26 February 2020

Biologics vs MTX for paediatric psoriasis

Biologic drugs help reduce psoriasis severity and improve drug survival rates more than methotrexate, according to a study of more than 200 paediatric patients.

The real-world study of patients at 20 European and North American paediatric psoriasis centres found that biologics led to lower Psoriasis Area and Severity Index (PASI) and Physician Global Assessment (PGA) scores after six months of treatment – although methotrexate helped too.

The chronic inflammatory skin disorder affects more than 1% of children globally, but there has been little research into the real-world effectiveness of these drugs.

“Although most children affected by psoriasis have mild psoriasis that is responsive to topical therapy, approximately 20% of children have moderate to severe disease that may require phototherapy or systemic therapy,” lead author Dr Inge Bronckers, of the department of dermatology at Radboud University in the Netherlands, and colleagues, wrote in JAMA Dermatology.

“Despite the common use of methotrexate and tumour necrosis factor–targeting biologics in children, to our knowledge, only methotrexate and adalimumab have been compared head-to-head and prospectively,” Dr Bronckers wrote.

This makes it challenging for clinicians to choose the best treatment for their patients.

To address this, the team analysed the medical records of 234 paediatric individuals with moderate-to-severe psoriasis who received at least three months of either methotrexate or a biologic before their 18th birthday. Patients were included if they took the medication either alone or sequentially, but not if they were taking it at the same time.

The team compared each participants’ PASI and PGA scores from the beginning of the treatment and again after six months. Treatment success was defined as a PGA score of 0 or 1, representing clear or almost clear skin, or at least a 75% improvement in PASI score.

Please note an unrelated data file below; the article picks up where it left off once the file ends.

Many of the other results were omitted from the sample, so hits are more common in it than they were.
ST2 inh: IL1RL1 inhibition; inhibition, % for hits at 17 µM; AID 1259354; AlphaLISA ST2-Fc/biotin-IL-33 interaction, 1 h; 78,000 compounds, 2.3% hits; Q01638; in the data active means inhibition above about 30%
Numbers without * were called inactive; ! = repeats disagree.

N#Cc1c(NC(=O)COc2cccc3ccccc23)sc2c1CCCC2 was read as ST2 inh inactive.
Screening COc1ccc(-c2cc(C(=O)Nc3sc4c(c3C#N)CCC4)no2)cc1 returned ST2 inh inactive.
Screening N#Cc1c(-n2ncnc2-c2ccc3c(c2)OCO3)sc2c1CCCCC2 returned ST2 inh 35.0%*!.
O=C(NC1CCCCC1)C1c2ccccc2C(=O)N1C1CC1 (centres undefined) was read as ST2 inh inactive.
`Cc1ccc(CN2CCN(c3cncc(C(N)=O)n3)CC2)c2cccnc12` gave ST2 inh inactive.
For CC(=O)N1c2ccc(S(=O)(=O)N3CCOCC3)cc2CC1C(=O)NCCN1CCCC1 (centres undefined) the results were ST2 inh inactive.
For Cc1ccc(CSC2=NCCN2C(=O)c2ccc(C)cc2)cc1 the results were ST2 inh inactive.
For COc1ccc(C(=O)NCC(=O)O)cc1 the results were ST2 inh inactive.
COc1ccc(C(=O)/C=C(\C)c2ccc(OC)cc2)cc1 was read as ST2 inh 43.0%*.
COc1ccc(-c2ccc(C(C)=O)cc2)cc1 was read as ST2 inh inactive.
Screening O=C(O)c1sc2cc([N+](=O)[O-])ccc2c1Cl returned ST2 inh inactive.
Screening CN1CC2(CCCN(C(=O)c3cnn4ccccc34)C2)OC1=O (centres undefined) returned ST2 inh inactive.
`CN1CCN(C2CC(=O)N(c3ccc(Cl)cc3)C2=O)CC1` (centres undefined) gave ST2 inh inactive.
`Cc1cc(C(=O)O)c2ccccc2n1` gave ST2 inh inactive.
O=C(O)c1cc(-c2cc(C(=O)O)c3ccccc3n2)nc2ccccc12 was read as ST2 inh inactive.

About 70% of the patients exclusively received methotrexate, and 20% received biologics. One in 10 received both sequentially, with all-bar-one receiving methotrexate first.

Etanercept was the most frequently prescribed biologic (73%), followed by adalimumab (20%).

At six months, 40% of the patients on methotrexate had a 75% reduction in PASI scores, compared with 71% of those taking biologics. Similarly, only 36% of patients receiving methotrexate had achieved a PGA score of 0 or 1, compared with 49% of those on biologics – although this did not reach statistical significance.

While the current restrictions did not allow doctors to proceed directly to biologics, there was increasing data to suggest that in the future – when the drugs were more freely available – they would be used more as a first-line treatment in these patients, Associate Professor Paul Bird, at the University of NSW, told Rheumatology Republic.

Improved symptom severity and drug survival weren’t the only appeal of biologics either, he said.

“Not only does the skin clear, but the person’s fatigue improves, their overall wellbeing improves and their nails improve,” said Professor Bird. ”And there are a lot less nuisance side-effects.”

However, biologics are also more expensive than methotrexate, despite needing less laboratory monitoring.

“Methotrexate still has an important position in the treatment of paediatric psoriasis,” Dr Bronckers concluded.

The study was supported by a grant from the International Psoriasis Council, and Professor Bird has undertaken consulting and been on advisory boards for Pfizer, Abbvie, Jannsen, Novartis and UCB.

JAMA Dermatology 2020, 5 February
doi:10.1001/jamadermatol.2019.4835

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